Look, I have some sympathy for actors, when the tabloids follow them and people wag their fingers. Often, the object of the latest celebrity scandal became an actor as a kid and never really got to live out of the public eye. Even those who chose acting as adults generally chose it because they love to act, not because they actually expected fame and fortune. (How many actors become rich and famous? Really? How likely was it that you’d have been the one? Making a living as an actor at all was generally the prize you sought, not actual stardom.) But politicians chose to run for offices where the public has a legitimate right to care what sort of people they are.
Say that we might be wise to temper that caring enough, on the private side, to leave FDR’s or Eisenhower’s discrete mistress to their respective wives, and I’ll understand. Get all indignant that anyone at all cares about any level of sexual recklessness at all, as if a President’s supporters had no business caring in the least if he jeopardizes their agenda with “whose pecker went where,” and you lose me.
So, yes, I’m on the side that says that, whether or not you think Caitlin Flanagan’s a prude in her sexual attitudes in general, she’s really not over the prude line for saying that JFK’s affairs were a bad thing rather than an indifferent thing. What’s more interesting to me is where she goes with this. Some of it (her discussion of JFK as father) feels to me like a window into aspects of the JFK glamour that wouldn’t have occurred to me. I was two when JFK was killed. And (maybe because I’m not Irish-American), I didn’t experience the images of things I can’t remember myself the same way Caitlin Flanagan (who’s my age) did. I have no sense of JFK as father, but I do have enough appreciation of fathers in general that I can understand when Flanagan writes this:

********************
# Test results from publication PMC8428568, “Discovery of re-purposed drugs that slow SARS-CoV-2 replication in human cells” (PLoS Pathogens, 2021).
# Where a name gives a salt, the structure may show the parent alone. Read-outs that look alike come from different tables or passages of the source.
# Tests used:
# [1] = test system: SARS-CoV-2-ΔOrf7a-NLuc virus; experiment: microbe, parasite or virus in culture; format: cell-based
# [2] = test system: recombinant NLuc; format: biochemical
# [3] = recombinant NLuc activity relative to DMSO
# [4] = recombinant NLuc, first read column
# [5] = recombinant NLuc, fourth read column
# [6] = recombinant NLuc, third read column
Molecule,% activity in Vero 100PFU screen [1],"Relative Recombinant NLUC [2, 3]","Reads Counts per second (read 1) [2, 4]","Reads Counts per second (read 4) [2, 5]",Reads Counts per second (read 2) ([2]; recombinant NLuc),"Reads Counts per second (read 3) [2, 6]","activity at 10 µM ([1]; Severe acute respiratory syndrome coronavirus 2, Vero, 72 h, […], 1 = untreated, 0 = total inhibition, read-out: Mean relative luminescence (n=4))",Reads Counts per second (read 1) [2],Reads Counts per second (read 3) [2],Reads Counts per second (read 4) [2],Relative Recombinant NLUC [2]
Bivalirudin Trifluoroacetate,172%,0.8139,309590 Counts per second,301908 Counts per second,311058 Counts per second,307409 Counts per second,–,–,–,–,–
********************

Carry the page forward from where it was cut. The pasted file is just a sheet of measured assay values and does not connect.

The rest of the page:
Pictures of two children playing in their father’s office: John crouching under the big desk, peeking out from the secret panel; Caroline and her brother dancing on the lush carpet. In the background, their delighted father looks on, clapping his hands, as though nothing on his agenda could be more pressing than these hijinks.
Suffer the little children to come unto me is the unwritten caption of all these saintly images. The Soviets can kiss off for five minutes; the blacks can hold their water. John-John has an adorable new hiding place, and the most powerful person in the world is fully absorbed by it. These pictures represent the pure distillation of what the word father means in the deepest imagination of many people, even (especially) those who have never lived with or even known their own. It’s the father as a person of great importance in some vaguely apprehended larger world where the grown-ups live, and where he takes care of essential and necessary matters but will gladly put all of that aside to spend an extra moment with his precious children.
And then we get to the part that occasioned a vigorous debate over at TNC’s blog, the part where, as TNC says, Flanagan goes darker: